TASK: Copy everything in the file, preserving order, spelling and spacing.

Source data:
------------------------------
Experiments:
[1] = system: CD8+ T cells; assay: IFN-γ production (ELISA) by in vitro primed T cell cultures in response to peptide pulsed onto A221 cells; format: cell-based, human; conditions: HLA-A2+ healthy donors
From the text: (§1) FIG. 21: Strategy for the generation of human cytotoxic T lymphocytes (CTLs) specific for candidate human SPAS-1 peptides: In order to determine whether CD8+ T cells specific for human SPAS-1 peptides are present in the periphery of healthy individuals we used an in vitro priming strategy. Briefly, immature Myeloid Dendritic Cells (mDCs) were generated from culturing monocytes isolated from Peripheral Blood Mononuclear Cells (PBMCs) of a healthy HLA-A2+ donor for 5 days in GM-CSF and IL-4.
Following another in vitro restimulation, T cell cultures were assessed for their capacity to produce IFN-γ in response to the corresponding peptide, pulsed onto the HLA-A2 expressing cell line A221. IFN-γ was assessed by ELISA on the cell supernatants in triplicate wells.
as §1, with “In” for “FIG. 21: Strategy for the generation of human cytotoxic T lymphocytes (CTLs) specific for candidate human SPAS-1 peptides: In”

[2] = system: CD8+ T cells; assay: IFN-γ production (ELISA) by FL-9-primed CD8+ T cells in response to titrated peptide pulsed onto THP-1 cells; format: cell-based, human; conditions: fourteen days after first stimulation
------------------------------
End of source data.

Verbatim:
Experiments:
[1] = system: CD8+ T cells; assay: IFN-γ production (ELISA) by in vitro primed T cell cultures in response to peptide pulsed onto A221 cells; format: cell-based, human; conditions: HLA-A2+ healthy donors
From the text: (§1) FIG. 21: Strategy for the generation of human cytotoxic T lymphocytes (CTLs) specific for candidate human SPAS-1 peptides: In order to determine whether CD8+ T cells specific for human SPAS-1 peptides are present in the periphery of healthy individuals we used an in vitro priming strategy. Briefly, immature Myeloid Dendritic Cells (mDCs) were generated from culturing monocytes isolated from Peripheral Blood Mononuclear Cells (PBMCs) of a healthy HLA-A2+ donor for 5 days in GM-CSF and IL-4.
Following another in vitro restimulation, T cell cultures were assessed for their capacity to produce IFN-γ in response to the corresponding peptide, pulsed onto the HLA-A2 expressing cell line A221. IFN-γ was assessed by ELISA on the cell supernatants in triplicate wells.
as §1, with “In” for “FIG. 21: Strategy for the generation of human cytotoxic T lymphocytes (CTLs) specific for candidate human SPAS-1 peptides: In”

[2] = system: CD8+ T cells; assay: IFN-γ production (ELISA) by FL-9-primed CD8+ T cells in response to titrated peptide pulsed onto THP-1 cells; format: cell-based, human; conditions: fourteen days after first stimulation